WASHINGTON (Reuters) - Dialogue between the Venezuelan government and opposition could provide a platform from which they could request help from the international community, U.S. Under Secretary of State for Political Affairs Tom Shannon said on Friday.
Shannon held talks with Venezuelan officials, including President Nicolas Maduro and opposition figures, in Caracas this week amid a punishing economic crisis in the South American nation. A date had not been set for another round of talks, he said.
During the visit, Shannon also met with former Spanish Prime Minister Jose Luis Rodriguez Zapatero. He, along with former presidents Martin Torrijos of Panama and Leonel Fernandez of the Dominican Republic, are trying to facilitate talks between the government and the opposition.
Given the diametrically opposed views of each side in Venezuela, internationally mediated talks outside Caracas could help address their differences, Shannon said.
“The hope (is) that this can be used not only to address political differences but also to create a platform from which both the government and the opposition can ask for help from the international community to address some of the very significant crises that Venezuela faces now,” Shannon told reporters.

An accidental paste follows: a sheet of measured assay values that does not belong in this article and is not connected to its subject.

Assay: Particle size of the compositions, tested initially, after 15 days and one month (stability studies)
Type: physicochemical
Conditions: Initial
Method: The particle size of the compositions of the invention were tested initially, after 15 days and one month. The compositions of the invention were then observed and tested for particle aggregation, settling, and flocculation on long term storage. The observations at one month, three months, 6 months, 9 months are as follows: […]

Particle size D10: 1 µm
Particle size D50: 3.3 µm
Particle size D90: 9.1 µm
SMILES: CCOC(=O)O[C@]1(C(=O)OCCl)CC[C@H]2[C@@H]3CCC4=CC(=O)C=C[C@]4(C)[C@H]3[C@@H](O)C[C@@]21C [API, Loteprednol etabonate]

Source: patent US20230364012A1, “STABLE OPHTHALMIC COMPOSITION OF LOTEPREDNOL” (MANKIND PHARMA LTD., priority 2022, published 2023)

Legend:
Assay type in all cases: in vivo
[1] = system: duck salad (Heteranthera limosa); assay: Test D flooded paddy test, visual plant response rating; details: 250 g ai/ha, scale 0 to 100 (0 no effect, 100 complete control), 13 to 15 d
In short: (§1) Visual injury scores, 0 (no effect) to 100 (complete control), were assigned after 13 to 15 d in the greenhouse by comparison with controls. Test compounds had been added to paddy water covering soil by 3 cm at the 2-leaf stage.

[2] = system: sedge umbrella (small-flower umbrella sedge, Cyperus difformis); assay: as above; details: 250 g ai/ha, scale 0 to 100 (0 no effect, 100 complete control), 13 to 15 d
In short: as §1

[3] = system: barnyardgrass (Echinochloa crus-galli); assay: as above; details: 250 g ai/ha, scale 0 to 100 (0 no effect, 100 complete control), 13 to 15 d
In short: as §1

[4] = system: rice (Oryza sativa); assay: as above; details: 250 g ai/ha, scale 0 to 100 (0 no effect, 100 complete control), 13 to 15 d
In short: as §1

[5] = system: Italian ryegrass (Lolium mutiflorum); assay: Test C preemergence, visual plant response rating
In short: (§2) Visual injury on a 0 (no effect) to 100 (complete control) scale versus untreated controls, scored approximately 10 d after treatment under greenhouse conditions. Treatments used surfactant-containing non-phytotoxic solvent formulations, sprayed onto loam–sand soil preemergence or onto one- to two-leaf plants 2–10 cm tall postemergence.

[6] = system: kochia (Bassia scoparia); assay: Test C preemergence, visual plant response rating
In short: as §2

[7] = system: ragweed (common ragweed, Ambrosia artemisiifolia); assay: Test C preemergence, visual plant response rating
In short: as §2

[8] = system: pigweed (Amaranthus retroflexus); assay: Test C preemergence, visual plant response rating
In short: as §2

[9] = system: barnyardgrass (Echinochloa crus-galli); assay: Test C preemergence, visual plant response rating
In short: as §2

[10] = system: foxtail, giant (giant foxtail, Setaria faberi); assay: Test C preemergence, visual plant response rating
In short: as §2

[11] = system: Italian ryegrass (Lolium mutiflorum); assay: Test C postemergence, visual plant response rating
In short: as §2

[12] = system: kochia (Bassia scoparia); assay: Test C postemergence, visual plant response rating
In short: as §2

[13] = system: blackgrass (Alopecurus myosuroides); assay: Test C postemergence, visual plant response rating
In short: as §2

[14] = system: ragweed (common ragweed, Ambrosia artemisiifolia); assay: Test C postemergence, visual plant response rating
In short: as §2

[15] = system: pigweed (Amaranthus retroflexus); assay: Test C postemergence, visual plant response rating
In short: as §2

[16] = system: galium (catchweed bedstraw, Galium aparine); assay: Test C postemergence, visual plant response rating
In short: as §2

“It is up to the two parties to determine whether or not the facilitators are the right ones. Our view is that they are at this point,” he added.
Shannon did not specify what type of help Venezuela could ask for.
His three-day visit comes amid increasing concern among Venezuela’s neighbors about the situation in the South American OPEC nation.
Once among Latin America’s most prosperous nations, Venezuela has plunged into unrest and a harsh economic slowdown. Long lines for food and medicines have led to protests and opposition calls for a recall referendum to remove Maduro.
Despite protests from Venezuela’s Foreign Minister Delcy Rodriguez, a majority of member states from the 34-nation Organization of American States (OAS) on Thursday backed a move by OAS chief, Luis Almagro, to “invoke” the organization’s democratic charter on Venezuela.
While the move could eventually lead to Venezuela’s suspension, there is currently little appetite within the regional bloc to suspend Venezuela, with all member states favoring dialogue as a first step.
Shannon said Venezuela felt “uncomfortable” with the OAS process, adding: “They don’t like being called out.”
“My hope is that we will have a follow up date in the very near future,” he added.
Additional reporting by Arshad Mohammed.; Editing by David Gregorio and Andrew Hay